Edgewall Software

Setting up Babel from a Subversion Checkout

Babel can be downloaded directly from the development repository using a Subversion client. For example, to obtain the most recent development version, you'd checkout the trunk directory:

$ svn co http://svn.edgewall.org/repos/babel/trunk babel
$ cd babel

Note that you can also access the repository using https if you're having problems with a braindead proxy.

Importing the Locale Data

Now, before you can actually use Babel from such a checkout, you first need to import the CLDR data. To do that, first download a CLDR release from here:

Unzip the core.zip file to a location of your choice.

From the directory into which you checked out Babel, do:

$ ./setup.py egg_info
$ ./scripts/import_cldr.py /path/to/cldrdir

This should dump a whole lot of output to the console, and at the end you'll have a large number of *.dat files in the babel/localedata directory.

If you get an error like UserWarning: Unknown distribution option: 'entry_points', you need to install setuptools and try again.

If you work from inside a Mercurial checkout (a clone of the http://bitbucket.org/edgewall/babel mirror, for example), you might get the following error:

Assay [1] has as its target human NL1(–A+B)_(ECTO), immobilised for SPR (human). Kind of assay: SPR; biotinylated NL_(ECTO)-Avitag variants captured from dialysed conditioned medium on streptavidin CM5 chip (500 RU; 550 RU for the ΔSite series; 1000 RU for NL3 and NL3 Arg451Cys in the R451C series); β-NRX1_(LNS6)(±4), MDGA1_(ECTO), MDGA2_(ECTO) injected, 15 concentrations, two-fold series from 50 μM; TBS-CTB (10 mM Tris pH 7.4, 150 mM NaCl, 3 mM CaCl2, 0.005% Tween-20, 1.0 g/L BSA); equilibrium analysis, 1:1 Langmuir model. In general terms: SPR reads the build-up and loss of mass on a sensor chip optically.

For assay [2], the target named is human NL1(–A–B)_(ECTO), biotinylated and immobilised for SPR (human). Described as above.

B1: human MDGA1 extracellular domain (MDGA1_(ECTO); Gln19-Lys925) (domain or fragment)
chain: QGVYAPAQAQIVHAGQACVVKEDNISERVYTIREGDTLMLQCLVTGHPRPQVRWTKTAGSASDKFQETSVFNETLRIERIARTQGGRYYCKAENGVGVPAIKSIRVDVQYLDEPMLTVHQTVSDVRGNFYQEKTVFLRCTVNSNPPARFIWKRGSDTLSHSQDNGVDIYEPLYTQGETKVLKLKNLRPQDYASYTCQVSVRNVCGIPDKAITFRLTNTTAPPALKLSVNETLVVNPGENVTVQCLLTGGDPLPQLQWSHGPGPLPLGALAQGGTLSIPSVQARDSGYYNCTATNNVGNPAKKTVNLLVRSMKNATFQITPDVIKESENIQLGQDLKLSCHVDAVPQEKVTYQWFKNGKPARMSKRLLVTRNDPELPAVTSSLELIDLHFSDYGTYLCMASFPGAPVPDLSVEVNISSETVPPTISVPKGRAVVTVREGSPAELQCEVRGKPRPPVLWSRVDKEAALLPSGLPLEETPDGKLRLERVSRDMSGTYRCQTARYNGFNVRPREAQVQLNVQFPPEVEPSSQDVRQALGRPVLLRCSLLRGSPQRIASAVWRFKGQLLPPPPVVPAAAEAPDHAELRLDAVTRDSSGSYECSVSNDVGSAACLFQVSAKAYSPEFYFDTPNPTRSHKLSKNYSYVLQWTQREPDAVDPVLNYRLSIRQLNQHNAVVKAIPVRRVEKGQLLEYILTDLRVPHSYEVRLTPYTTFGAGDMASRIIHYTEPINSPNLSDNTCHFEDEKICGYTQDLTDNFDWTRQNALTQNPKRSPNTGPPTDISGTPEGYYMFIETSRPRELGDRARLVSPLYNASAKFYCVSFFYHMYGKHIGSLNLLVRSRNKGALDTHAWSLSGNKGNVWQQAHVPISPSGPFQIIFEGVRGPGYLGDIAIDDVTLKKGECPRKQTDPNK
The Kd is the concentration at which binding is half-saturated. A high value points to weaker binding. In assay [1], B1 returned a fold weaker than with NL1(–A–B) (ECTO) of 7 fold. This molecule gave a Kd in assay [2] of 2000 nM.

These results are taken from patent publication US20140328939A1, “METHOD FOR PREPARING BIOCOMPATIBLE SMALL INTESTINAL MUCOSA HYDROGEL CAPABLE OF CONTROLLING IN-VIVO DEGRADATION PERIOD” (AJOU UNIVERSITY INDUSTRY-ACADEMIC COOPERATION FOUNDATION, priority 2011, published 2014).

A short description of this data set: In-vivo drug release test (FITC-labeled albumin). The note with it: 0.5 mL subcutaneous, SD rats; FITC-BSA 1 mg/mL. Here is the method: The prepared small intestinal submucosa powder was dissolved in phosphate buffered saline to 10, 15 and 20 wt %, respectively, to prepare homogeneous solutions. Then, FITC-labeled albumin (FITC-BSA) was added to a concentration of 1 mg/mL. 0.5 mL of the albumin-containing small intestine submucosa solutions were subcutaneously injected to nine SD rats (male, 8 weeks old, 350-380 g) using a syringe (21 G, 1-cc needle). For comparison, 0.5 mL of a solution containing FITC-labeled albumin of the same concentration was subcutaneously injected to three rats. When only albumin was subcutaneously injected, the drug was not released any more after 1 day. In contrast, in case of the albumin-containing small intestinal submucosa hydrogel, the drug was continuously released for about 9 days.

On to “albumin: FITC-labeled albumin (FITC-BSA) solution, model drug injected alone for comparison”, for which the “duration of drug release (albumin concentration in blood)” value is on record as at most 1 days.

IOError: [Errno 2] No such file or directory: '/usr/local/virtualenv/src/babel-mirror/scripts/../babel/localedata/root.dat'

This is because Mercurial doesn't support empty directories and the babel/localedata folder doesn't exist yet. Simply do:

$ mkdir babel/localedata

and retry.

Note: you'll need to repeat this process whenever you update your working copy and the import_cldr.py file has been changed.

Note that the CLDR import process requires ElementTree, either the version included with Python since version 2.5, or the normal ElementTree download. For Python versions prior to 2.5, easy_install'ing should work (but “normal” installation works, too):

$ sudo easy_install ElementTree

After the CLDR data has been successfully imported, Babel must be installed:

$ sudo ./setup.py install

Running the Testsuite

Currently you will need the pytz module when trying to run the testsuite through the command:

$ ./setup.py test

This is simple to install through easy_install:

$ sudo easy_install pytz

Generating Documentation

While source tarballs include the generated HTML documentation, repository checkouts only contain the source files. However, it's easy to generate the documentation yourself:

$ ./setup.py build_doc

This requires docutils, epydoc, genshi, and Pygments to be installed. Again, easy_install'ing those should work:

$ sudo easy_install docutils
$ sudo easy_install epydoc
$ sudo easy_install genshi
$ sudo easy_install Pygments

If you're extending the documentation text files, and are using docstrings, you should make sure those actually work using the following command:

$ ./setup.py test_doc

See also: Documentation

Last modified 5 years ago Last modified on Sep 11, 2012 3:29:38 PM